The current coronavirus outbreak has policymakers around the world advancing policies to counteract the economic effects of the crisis. Those economic effects are likely to be severe, and policymakers should consider how the structure of their taxA tax is a mandatory payment or charge collected by local, state, and national governments from individuals or businesses to cover the costs of general government services, goods, and activities. systems might result in deep revenue losses or hamper an economic recovery once the health risks have subsided.
The Great RecessionA recession is a significant and sustained decline in the economy. Typically, a recession lasts longer than six months, but recovery from a recession can take a few years. provides some insight into how tax revenues declined during a deep recession. Across OECD countries, revenues fell by 11 percent from 2008 to 2009 with corporate income taxes seeing the steepest decline at 28 percent. Revenues from individual income taxAn individual income tax (or personal income tax) is levied on the wages, salaries, investments, or other forms of income an individual or household earns. The U.S. imposes a progressive income tax where rates increase with income. The Federal Income Tax was established in 1913 with the ratification of the 16th Amendment. Though barely 100 years old, individual income taxes are the largest source of tax revenue in the U.S. es fell by 16 percent.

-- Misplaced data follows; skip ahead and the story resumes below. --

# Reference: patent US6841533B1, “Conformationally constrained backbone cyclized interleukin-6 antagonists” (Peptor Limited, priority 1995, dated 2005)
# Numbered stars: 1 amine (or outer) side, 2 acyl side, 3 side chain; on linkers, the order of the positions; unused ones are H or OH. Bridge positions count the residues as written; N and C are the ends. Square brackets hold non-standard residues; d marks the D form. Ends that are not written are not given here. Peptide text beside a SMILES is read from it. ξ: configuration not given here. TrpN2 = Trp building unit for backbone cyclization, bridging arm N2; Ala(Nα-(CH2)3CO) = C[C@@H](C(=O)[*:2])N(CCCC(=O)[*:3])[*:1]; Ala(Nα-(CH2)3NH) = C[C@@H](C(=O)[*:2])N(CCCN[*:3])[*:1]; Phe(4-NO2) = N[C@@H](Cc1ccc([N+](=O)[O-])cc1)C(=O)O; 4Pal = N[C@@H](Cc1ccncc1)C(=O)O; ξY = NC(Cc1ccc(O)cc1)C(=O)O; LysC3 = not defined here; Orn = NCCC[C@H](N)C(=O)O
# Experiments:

In contrast, revenues from consumption taxA consumption tax is typically levied on the purchase of goods or services and is paid directly or indirectly by the consumer in the form of retail sales taxes, excise taxes, tariffs, value-added taxes (VAT), or an income tax where all savings is tax-deductible. es fell by 9 percent and revenues from social insurance taxes declined by just 5 percent.
OECD countries rely most on revenues from consumption taxes, social insurance taxes, and individual taxes. But not all countries have the same tax structure, and some tax systems are better designed to confront downturns than others.
Taxes on income are generally more volatile than taxes on consumption, mainly because consumption patterns do not usually face such drastic interruptions as corporate income or personal income. During a recession, workers lose their jobs and businesses run losses, but people will generally continue to purchase the necessary items for their daily lives. The response to the current crisis may result in more dramatic consumption shifts than usual due to business closings and social distancing.
Tax policies that are designed to raise revenue while minimizing their negative impact on investment can also be effective at minimizing the impact of downturns on both revenue losses and the ability for businesses to grow and workers to earn more once the crisis subsides.